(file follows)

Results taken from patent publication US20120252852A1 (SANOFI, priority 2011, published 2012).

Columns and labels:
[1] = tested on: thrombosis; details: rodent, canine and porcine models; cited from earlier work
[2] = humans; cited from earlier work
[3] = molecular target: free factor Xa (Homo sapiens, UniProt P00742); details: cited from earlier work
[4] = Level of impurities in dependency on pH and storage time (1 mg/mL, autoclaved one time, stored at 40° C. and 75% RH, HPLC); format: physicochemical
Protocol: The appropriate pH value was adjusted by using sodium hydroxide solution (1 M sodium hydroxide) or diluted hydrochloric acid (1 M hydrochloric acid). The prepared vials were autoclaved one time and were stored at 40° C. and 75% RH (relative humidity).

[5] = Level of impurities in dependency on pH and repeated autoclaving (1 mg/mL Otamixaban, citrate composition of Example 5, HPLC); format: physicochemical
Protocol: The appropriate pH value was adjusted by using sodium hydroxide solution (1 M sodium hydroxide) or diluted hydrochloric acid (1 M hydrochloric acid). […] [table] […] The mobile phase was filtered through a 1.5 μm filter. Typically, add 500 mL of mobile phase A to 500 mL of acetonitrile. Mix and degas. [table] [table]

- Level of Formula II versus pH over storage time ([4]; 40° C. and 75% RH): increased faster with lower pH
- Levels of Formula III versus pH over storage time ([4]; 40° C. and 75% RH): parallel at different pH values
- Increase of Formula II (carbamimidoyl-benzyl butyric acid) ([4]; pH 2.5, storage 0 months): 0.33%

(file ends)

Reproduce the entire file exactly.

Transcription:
Results taken from patent publication US20120252852A1 (SANOFI, priority 2011, published 2012).

Columns and labels:
[1] = tested on: thrombosis; details: rodent, canine and porcine models; cited from earlier work
[2] = humans; cited from earlier work
[3] = molecular target: free factor Xa (Homo sapiens, UniProt P00742); details: cited from earlier work
[4] = Level of impurities in dependency on pH and storage time (1 mg/mL, autoclaved one time, stored at 40° C. and 75% RH, HPLC); format: physicochemical
Protocol: The appropriate pH value was adjusted by using sodium hydroxide solution (1 M sodium hydroxide) or diluted hydrochloric acid (1 M hydrochloric acid). The prepared vials were autoclaved one time and were stored at 40° C. and 75% RH (relative humidity).

[5] = Level of impurities in dependency on pH and repeated autoclaving (1 mg/mL Otamixaban, citrate composition of Example 5, HPLC); format: physicochemical
Protocol: The appropriate pH value was adjusted by using sodium hydroxide solution (1 M sodium hydroxide) or diluted hydrochloric acid (1 M hydrochloric acid). […] [table] […] The mobile phase was filtered through a 1.5 μm filter. Typically, add 500 mL of mobile phase A to 500 mL of acetonitrile. Mix and degas. [table] [table]

- Level of Formula II versus pH over storage time ([4]; 40° C. and 75% RH): increased faster with lower pH
- Levels of Formula III versus pH over storage time ([4]; 40° C. and 75% RH): parallel at different pH values
- Increase of Formula II (carbamimidoyl-benzyl butyric acid) ([4]; pH 2.5, storage 0 months): 0.33%